On a road less travelled

“I shall be telling this with a sigh | Somewhere ages and ages hence: | Two roads diverged in a wood, and I - | I took the one less travelled by, | And that has made all the difference.”

Peter Baker | 08:32, Friday, 05 November 2010

The final verse of Robert Frost’s much loved poem about the wistful implications of our choices.  

M. Scott Peck made a best selling book out of the famous line and it even gets a cameo appearance in the film, Dead Poet’s Society.  

We all wonder what might have happened in life if we had made an alternative choice, taken another path, opted for some other route - be that a career, a partner, or something as apparently trivial as a different train home. Sliding Doors, another film, was based entirely on that premise. Massive consequences flow from insignificant choices.  

It’s the fascination with what direction my life might have taken that has power both to positively reinforce our current context, and by contrast, make us discontent with it.  

Of course none of us is as free as we sometimes like to imagine. We are all creatures confined in a particular space at a particular time, determined by an “accident” of birth. The imagination may fly, but the grounded know that our choices at any one time are not limitless but shaped by practicalities over which we have little control. We can choose our friends but not our family, for example!  

But those decisions which especially intrigue me are the ones where we are faced, just like the poet, by equally balanced alternatives, either road being possible. And there are an awful lot of those life junctions.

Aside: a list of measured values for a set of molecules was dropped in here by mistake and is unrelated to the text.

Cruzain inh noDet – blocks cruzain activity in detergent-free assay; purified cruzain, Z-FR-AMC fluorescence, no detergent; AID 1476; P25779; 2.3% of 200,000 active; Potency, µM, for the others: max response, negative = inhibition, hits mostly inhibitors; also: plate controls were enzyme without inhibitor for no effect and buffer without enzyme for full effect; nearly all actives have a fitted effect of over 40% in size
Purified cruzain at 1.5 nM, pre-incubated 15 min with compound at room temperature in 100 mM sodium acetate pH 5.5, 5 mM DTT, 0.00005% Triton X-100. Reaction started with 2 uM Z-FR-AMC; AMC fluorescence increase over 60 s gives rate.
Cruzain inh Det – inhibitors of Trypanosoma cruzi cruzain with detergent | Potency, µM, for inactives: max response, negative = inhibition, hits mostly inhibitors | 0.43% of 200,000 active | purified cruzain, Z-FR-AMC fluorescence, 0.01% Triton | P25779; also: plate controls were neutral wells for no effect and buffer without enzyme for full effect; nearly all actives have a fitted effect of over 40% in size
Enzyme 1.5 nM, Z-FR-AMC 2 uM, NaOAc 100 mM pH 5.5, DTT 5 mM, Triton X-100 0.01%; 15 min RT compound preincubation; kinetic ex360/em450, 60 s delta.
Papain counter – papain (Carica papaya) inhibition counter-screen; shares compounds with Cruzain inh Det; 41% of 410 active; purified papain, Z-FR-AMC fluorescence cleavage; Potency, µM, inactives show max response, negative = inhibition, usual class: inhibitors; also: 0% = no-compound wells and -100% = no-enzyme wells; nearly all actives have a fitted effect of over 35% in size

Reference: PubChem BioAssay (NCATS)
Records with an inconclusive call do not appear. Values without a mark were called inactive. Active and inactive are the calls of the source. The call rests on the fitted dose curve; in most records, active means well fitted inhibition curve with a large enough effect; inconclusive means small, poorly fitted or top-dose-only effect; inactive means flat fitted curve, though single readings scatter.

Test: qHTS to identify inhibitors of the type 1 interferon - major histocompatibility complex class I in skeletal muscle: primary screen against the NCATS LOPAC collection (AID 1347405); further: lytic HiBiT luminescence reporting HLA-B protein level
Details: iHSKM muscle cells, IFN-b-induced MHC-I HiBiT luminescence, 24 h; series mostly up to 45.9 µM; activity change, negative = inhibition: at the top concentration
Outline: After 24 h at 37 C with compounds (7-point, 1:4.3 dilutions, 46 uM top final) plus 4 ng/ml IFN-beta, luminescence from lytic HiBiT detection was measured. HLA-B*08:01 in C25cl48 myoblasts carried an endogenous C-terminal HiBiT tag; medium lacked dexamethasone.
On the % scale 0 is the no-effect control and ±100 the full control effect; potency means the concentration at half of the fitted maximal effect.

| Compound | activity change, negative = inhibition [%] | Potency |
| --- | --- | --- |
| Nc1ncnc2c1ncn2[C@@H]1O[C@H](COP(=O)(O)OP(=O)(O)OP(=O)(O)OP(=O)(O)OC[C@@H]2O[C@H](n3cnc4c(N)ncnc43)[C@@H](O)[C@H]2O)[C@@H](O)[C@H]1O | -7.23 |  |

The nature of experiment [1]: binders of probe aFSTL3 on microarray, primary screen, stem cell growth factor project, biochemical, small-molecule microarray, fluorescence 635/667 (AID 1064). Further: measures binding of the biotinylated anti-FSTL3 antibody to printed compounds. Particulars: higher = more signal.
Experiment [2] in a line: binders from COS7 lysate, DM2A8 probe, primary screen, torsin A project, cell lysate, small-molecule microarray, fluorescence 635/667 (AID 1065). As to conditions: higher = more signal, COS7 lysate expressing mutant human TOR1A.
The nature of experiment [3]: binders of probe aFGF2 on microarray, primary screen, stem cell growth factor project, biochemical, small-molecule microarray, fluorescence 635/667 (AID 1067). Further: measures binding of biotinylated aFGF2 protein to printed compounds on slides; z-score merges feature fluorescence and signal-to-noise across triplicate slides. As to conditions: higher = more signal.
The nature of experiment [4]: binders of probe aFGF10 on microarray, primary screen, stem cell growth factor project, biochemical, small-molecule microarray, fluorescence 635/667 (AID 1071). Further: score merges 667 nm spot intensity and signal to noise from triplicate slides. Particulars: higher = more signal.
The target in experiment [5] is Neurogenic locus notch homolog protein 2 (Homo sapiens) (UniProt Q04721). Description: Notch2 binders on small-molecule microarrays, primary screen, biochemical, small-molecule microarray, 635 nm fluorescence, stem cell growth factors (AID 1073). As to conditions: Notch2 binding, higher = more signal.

Of course a Christian faith shaped by Scripture is not phased but excited but such options. For one thing there is no accident in our birth. For another, God has given us all we need in His Word to make wise spiritual decisions and the freedom on that basis to go left or right!  

So as long as the big boxes are ticked, such as “is this path pleasing to God’s revealed moral will and helpful at this point in my life?” then we can move forward in faith, confident that He will not lead us into a cul de sac. We live by faith, not fear, before a Heavenly Father who always has our good at heart.  

In the end, the poet’s choice was determined by his observation that he wanted to travel into the wood along a path less used by others.  

So is there a faith based road less travelled? Well there is, in one very obvious way – Jesus called it the narrow way of the Kingdom and few will walk it!  

Which suggests it’s often a lonely path, defying the logic of culture and the values of a society which says, “you are absolutely free to choose any road you want, for as long as you want!”  

That is not the Jesus road. For Him, as for us, this is a cross–road, a direction of travel in which we want to please Him before anyone else, no matter what unpopularity or apparent restricted personal freedoms and enjoyment that may bring.  

Our true freedom is served not by doing our own thing, but His, and it will take most of us a lifetime to learn that lesson and walk that road less travelled.

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